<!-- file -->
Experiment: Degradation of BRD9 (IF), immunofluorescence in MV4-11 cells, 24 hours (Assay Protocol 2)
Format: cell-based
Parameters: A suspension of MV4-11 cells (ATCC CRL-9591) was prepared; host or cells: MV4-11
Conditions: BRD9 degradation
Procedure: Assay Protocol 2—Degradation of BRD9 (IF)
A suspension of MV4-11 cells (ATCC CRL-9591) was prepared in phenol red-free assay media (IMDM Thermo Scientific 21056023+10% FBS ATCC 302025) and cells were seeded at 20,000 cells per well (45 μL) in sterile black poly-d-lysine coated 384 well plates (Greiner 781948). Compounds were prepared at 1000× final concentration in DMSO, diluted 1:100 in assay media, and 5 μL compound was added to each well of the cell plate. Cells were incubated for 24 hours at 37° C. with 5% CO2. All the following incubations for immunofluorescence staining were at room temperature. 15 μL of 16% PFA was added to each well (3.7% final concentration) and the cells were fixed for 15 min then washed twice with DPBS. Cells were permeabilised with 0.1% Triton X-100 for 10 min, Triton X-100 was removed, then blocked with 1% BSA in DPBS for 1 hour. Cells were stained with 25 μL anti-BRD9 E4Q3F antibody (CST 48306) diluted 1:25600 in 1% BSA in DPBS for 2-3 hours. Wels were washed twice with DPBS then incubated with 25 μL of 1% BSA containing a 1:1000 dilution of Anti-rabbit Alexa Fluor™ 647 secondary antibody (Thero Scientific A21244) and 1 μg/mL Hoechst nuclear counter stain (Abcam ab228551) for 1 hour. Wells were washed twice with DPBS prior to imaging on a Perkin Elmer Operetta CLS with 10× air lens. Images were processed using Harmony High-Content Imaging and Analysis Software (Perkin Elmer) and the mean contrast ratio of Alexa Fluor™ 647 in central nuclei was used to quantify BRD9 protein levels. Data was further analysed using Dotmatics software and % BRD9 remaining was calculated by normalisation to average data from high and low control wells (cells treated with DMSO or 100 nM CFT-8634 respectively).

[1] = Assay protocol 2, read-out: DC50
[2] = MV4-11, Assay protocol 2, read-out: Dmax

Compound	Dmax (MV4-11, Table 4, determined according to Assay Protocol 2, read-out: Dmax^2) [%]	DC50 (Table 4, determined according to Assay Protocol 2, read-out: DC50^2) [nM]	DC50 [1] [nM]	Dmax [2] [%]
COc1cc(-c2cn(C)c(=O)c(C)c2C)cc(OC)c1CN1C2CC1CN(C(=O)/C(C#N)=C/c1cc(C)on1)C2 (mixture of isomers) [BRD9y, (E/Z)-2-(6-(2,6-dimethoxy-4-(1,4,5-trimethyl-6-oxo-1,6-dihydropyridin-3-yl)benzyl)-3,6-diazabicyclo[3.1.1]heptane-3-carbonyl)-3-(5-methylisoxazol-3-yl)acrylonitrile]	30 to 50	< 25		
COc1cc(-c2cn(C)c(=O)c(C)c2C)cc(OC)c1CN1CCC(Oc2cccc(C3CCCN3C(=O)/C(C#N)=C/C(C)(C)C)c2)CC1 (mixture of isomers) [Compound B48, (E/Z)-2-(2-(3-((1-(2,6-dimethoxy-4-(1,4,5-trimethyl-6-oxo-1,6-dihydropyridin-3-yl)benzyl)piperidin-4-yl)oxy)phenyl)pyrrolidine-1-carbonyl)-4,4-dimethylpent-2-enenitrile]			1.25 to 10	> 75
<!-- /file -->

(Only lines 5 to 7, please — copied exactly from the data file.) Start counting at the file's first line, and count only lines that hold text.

Procedure: Assay Protocol 2—Degradation of BRD9 (IF)
A suspension of MV4-11 cells (ATCC CRL-9591) was prepared in phenol red-free assay media (IMDM Thermo Scientific 21056023+10% FBS ATCC 302025) and cells were seeded at 20,000 cells per well (45 μL) in sterile black poly-d-lysine coated 384 well plates (Greiner 781948). Compounds were prepared at 1000× final concentration in DMSO, diluted 1:100 in assay media, and 5 μL compound was added to each well of the cell plate. Cells were incubated for 24 hours at 37° C. with 5% CO2. All the following incubations for immunofluorescence staining were at room temperature. 15 μL of 16% PFA was added to each well (3.7% final concentration) and the cells were fixed for 15 min then washed twice with DPBS. Cells were permeabilised with 0.1% Triton X-100 for 10 min, Triton X-100 was removed, then blocked with 1% BSA in DPBS for 1 hour. Cells were stained with 25 μL anti-BRD9 E4Q3F antibody (CST 48306) diluted 1:25600 in 1% BSA in DPBS for 2-3 hours. Wels were washed twice with DPBS then incubated with 25 μL of 1% BSA containing a 1:1000 dilution of Anti-rabbit Alexa Fluor™ 647 secondary antibody (Thero Scientific A21244) and 1 μg/mL Hoechst nuclear counter stain (Abcam ab228551) for 1 hour. Wells were washed twice with DPBS prior to imaging on a Perkin Elmer Operetta CLS with 10× air lens. Images were processed using Harmony High-Content Imaging and Analysis Software (Perkin Elmer) and the mean contrast ratio of Alexa Fluor™ 647 in central nuclei was used to quantify BRD9 protein levels. Data was further analysed using Dotmatics software and % BRD9 remaining was calculated by normalisation to average data from high and low control wells (cells treated with DMSO or 100 nM CFT-8634 respectively).

[1] = Assay protocol 2, read-out: DC50